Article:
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Laser Tattoo Removal

Ottawa's leading tattoo removal provider

As the demand for dermatological treatments catering to people with skin of color continues to rise, the need for effective and safe interventions becomes paramount. By 2060, nearly 60% of the US population will comprise individuals with skin of color, underscoring the importance of addressing the unique treatment needs and considerations of this growing patient demographic

Differentiating Characteristics of Skin of Color

Skin of color possesses distinct biological, structural, and functional differences compared to lightly pigmented skin. These differences include:

• Increased Epidermal Melanin Content: Skin of color offers enhanced protection against harmful UV radiation due to higher epidermal melanin content. However, this characteristic also increases the risk of hypopigmentation, hyperpigmentation, and scarring.


• Singly Dispersed Larger Melanosomes: Larger melanosomes are widely distributed within epidermal keratinocytes in skin of color, contributing to its unique pigmentation characteristics.


• Pigmentary Disorders: Skin of color is more prone to pigmentary disorders resulting from labile melanocyte responses.


• Risk of Injury and Inflammation: Skin of color has a tendency toward injury and inflammation following procedures, which can lead to hyper- and hypopigmentation.


• Keloids: Darker skin tones have a higher prevalence of keloids, which, due to increased fibroblast reactivity, can lead to hypertrophic scarring

Common Dermatological Disorders in Skin of Color

Due to these specific biological characteristics, individuals with skin of color are more susceptible to certain dermatological conditions, including:

• Melasma: Increased pigmentation related to hormones, genetics, UV exposure, and medications. Commonly referred to as the “mask of pregnancy,” it affects areas such as the upper lip, upper cheeks, and chin.


• Café au Lait Marks (CALMs): Light brown pigmented lesions often present at birth, which can remain throughout life.


• Hori’s Nevus (ABNOM): A pigmented skin lesion often misdiagnosed as melasma, caused by factors like inflammation, hormonal disruption, and UV exposure.


• Lentigines: Benign lesions occurring on sun-exposed areas like the face and hands, increasing with age.


• Post-Inflammatory Hyperpigmentation (PIH): Increased pigmentation at sites of inflammation, resulting from skin disorders, trauma, or even minor injuries.

**Understanding the Fitzpatrick Skin Type Scale**

The Fitzpatrick skin type scale is a widely used classification system developed by Dr. Thomas Fitzpatrick in 1975 to assess an individual’s skin tone and its reaction to UV exposure. This scale helps dermatologists and skincare professionals determine the most suitable treatments and predict how the skin may respond to various therapies, including laser treatments like PicoWay.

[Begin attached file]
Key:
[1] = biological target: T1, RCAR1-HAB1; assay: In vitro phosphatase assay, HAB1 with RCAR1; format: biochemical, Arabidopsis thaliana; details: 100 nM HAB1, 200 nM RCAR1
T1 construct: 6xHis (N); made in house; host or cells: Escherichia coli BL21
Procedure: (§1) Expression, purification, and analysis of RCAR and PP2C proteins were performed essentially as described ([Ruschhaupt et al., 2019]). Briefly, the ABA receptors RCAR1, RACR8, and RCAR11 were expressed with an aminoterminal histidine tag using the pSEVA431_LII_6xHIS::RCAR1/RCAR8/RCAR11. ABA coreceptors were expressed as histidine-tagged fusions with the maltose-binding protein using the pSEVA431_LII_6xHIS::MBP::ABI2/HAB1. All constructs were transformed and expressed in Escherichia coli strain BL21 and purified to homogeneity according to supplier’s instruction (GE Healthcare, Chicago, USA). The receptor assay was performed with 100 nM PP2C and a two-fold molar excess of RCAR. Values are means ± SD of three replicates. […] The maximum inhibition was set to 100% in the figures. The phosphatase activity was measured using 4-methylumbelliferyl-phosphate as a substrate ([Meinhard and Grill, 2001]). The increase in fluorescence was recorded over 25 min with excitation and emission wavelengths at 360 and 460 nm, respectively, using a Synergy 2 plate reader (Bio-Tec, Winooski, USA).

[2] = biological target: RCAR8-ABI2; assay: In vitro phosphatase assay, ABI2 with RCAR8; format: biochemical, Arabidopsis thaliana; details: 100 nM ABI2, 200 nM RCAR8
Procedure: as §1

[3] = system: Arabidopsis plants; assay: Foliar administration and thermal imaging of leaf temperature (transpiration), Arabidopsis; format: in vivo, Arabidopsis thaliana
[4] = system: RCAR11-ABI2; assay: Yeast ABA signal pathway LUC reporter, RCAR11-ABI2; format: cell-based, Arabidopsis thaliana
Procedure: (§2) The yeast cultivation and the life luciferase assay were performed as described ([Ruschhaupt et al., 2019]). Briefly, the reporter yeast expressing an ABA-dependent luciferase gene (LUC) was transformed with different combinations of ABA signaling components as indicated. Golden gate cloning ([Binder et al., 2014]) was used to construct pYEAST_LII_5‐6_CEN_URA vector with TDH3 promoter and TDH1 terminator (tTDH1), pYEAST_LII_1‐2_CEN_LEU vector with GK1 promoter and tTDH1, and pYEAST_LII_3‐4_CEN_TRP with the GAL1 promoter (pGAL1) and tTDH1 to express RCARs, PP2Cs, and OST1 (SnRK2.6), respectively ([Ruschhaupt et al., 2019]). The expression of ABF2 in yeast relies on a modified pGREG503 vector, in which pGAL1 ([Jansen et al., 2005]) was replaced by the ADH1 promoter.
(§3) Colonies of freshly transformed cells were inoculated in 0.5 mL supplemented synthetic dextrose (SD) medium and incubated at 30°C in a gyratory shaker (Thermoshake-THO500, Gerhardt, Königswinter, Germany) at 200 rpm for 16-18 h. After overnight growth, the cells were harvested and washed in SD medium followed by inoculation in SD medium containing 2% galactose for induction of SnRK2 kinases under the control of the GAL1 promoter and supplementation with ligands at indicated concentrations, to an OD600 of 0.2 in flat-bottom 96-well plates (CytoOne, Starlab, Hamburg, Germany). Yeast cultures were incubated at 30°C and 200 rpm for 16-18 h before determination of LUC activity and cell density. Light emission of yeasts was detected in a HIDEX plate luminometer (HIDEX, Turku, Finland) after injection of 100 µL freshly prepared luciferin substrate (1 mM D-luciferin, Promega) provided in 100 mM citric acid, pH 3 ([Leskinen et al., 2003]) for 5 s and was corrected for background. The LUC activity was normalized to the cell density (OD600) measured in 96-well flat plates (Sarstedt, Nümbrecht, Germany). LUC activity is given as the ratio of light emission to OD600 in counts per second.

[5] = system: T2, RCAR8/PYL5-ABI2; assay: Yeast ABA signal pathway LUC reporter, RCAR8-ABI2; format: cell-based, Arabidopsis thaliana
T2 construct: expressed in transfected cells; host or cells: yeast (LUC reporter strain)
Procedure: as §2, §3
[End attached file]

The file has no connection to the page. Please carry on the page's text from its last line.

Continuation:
The Fitzpatrick scale categorizes individuals into six distinct skin types, ranging from Type I to Type VI, based on several key factors:

1. **Type I – White Skin**: This skin type always burns and never tans. People with Type I skin often have very fair or pale skin that is highly sensitive to UV radiation.

2. **Type II – Fair Skin**: Type II skin also tends to burn easily and tans with difficulty. Individuals with this skin type usually have light skin that can develop sunburn quickly.

3. **Type III – Average Skin Color**: People with Type III skin have an average skin color. They sometimes experience mild sunburn but can achieve a moderate tan with sun exposure.

4. **Type IV – Light-Brown Skin**: Type IV skin rarely burns and tans easily. Individuals with this skin type have light-brown skin that can handle sun exposure without significant burning.

5. **Type V – Brown Skin**: People with Type V skin never burn and tan very easily. Their skin is naturally brown, offering excellent protection against UV damage.

6. **Type VI – Black Skin**: Type VI skin is heavily pigmented, and individuals with this skin type never burn. They tan very easily and have rich, dark skin tones.

Understanding your Fitzpatrick skin type is crucial when considering treatments like PicoWay lasers, as it helps determine the most appropriate settings and precautions to ensure the safety and effectiveness of the procedure. For individuals with skin of color, such as Fitzpatrick skin types IV-VI, choosing the right treatment parameters is particularly important to minimize the risk of adverse effects and achieve optimal results.

Now that you have a comprehensive understanding of the Fitzpatrick skin type scale, let’s delve deeper into how it influences the choice of PicoWay laser treatments for different skin types

Special Laser Treatment Considerations for Skin of Color